August 21, 2012
TOWARD FULLER DISCLOSURE
When you read such autobiographical writing as W. E. B. DuBois’ Dusk of Dawn (1940), Ja A. Jahannes’ WordSong Poet: A Memoir Anthology (2011),an innovative variant, or Thelma V. Reed’s Black Girl from Tannery Flats (2003), you accept an invitation. On the other hand, you and the biographers are collaborating intruders when you navigate the pages of Seeds of Southern Change: The Life of Will Alexander (1962) by Wilma Dykeman and James Stokely or John Oliver Killens: A Life of Black Literary Activism (2010) by Keith Gilyard. What, however, do you say about the act of reading
Long, Michael G., ed. Marshalling Justice: The Early Civil Rights Letters of Thurgood Marshall. New York: HarperCollins, 2011.
The mediated invitation to intrude is somewhat different in this case. Not only does the book bear Derrick Bell’s authenticating Foreword, but it incorporates necessary orchestration by Michael Long. Your option is to read through Bell and Long, to go to the heart of Thurgood Marshall’s letters from 1934 to 1957 and to discover overlooked portions of civil rights history.
It is often not noticed that African American writing encompasses more than African American literature. Formal literary study valorizes a limited body of canonical works on aesthetic grounds, but cultural studies which attend to both writing and literature recognize the importance of letters as autobiographical acts. Reading correspondence between Arna Bontemps and Langston Hughes or between John A. Williams and Chester Himes enlarges our sense of literary politics and ideological contradictions. Reading Thurgood Marshall’s letters expands our sense of the history of legal action and cultural practices in the United States. As “texts,” his letters make new knowledge and unusual reading pleasures available to us. Attention to African American writing enables us to discern why one of Michael Long’s potentially divisive rhetorical gestures is especially important.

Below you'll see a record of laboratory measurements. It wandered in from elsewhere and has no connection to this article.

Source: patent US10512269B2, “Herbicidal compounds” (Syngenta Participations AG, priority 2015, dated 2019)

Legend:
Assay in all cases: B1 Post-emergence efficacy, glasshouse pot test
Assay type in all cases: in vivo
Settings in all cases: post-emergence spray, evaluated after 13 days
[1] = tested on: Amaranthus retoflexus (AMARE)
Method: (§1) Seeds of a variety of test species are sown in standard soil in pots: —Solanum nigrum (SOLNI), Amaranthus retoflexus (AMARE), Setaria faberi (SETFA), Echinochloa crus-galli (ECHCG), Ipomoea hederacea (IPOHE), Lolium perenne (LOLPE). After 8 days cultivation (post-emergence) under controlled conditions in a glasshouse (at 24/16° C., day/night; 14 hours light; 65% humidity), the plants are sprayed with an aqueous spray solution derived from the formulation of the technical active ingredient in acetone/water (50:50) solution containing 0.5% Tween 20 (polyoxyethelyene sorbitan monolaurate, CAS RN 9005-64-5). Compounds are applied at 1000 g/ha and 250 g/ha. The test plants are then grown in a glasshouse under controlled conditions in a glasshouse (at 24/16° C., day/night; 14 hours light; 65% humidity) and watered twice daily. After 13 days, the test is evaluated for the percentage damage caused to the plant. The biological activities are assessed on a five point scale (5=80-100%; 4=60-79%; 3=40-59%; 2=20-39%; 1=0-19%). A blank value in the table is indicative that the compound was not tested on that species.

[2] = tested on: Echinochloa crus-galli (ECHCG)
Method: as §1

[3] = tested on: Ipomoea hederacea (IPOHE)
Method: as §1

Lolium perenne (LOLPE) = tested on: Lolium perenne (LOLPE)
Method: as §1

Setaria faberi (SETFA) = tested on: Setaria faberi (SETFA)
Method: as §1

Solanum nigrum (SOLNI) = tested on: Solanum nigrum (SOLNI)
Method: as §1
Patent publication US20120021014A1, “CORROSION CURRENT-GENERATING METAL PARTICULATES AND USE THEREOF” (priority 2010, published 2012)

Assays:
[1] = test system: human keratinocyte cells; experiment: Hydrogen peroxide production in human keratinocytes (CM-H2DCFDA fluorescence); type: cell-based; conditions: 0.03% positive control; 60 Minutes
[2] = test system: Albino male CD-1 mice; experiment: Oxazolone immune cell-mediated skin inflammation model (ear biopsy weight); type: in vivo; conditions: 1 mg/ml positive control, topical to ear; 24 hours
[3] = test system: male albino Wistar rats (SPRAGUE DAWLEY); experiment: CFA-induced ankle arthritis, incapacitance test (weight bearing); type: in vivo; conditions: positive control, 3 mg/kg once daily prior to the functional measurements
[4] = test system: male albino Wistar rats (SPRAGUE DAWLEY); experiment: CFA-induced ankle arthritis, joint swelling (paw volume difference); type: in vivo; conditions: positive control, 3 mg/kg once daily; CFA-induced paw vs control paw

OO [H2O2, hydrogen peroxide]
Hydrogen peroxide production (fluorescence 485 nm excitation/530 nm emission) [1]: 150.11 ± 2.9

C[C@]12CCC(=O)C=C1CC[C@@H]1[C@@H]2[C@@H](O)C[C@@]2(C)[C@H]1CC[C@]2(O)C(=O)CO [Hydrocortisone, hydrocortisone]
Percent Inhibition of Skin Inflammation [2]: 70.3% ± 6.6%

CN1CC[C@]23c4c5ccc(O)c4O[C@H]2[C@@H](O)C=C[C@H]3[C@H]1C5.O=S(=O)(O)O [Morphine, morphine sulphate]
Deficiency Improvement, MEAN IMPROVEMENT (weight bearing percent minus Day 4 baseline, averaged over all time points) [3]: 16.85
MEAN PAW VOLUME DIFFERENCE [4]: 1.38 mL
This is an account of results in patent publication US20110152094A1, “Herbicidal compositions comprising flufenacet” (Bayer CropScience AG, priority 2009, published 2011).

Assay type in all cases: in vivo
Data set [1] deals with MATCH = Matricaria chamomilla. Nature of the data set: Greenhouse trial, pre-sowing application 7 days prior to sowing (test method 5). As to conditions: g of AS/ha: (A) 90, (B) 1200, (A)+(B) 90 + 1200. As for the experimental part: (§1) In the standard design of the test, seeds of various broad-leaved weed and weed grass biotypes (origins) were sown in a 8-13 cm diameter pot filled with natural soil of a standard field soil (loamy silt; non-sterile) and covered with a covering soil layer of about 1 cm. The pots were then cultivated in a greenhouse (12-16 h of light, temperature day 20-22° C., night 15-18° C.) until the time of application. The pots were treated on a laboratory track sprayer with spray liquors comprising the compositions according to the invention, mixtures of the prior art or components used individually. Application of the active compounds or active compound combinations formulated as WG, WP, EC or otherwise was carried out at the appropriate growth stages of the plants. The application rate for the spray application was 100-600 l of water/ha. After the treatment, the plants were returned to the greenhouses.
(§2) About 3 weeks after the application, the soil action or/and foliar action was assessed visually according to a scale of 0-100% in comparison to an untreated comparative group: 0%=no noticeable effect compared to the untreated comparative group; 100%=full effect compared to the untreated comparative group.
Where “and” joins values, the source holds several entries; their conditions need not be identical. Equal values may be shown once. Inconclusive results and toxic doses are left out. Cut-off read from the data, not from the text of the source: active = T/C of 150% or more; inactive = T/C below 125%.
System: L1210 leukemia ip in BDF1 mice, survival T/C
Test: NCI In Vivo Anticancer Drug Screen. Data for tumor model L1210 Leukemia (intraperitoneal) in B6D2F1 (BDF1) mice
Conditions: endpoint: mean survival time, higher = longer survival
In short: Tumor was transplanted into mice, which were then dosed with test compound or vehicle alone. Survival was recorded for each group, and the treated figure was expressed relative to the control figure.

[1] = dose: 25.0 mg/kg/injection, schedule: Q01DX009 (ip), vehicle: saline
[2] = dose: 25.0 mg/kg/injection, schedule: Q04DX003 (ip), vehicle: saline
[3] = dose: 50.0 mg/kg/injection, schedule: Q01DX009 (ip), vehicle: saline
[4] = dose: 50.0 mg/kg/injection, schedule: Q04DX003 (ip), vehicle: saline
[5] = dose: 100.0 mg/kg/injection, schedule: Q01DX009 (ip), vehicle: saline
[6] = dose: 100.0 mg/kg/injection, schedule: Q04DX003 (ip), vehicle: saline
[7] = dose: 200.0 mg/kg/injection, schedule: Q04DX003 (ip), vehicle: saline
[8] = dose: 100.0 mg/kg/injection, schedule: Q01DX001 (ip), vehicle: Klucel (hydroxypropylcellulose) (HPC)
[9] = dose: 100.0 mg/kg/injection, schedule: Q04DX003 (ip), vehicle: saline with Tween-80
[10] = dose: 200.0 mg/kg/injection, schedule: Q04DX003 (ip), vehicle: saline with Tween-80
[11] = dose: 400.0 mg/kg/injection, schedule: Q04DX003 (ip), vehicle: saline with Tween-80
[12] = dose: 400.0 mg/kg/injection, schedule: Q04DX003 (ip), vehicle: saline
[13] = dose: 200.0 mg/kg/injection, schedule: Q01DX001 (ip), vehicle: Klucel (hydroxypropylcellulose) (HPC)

In his introduction to Marshalling Justice, Long compares Thurgood Marshall and Martin Luther King, Jr., compares a graduate of Lincoln University (PA) with a graduate of Morehouse College.
Commentators often state that the time was right for King to emerge as forcefully as he did, and King himself talked about the zeitgeist of history being far more important than his own role in galvanizing the civil rights movement. But what many of us fail to note is that the time was right exactly because Marshall had already pushed the clock ahead, sometimes single-handedly. For twenty long years before King assumed leadership of the Montgomery bus boycott in 1955, Thurgood Marshall, the young NAACP attorney known to everyday blacks as “Mr. Civil Rights,” struggled day and night against racial discrimination and segregation in schools, transportation, the military, businesses, voting booths, courtrooms, and neighborhoods. (xvii)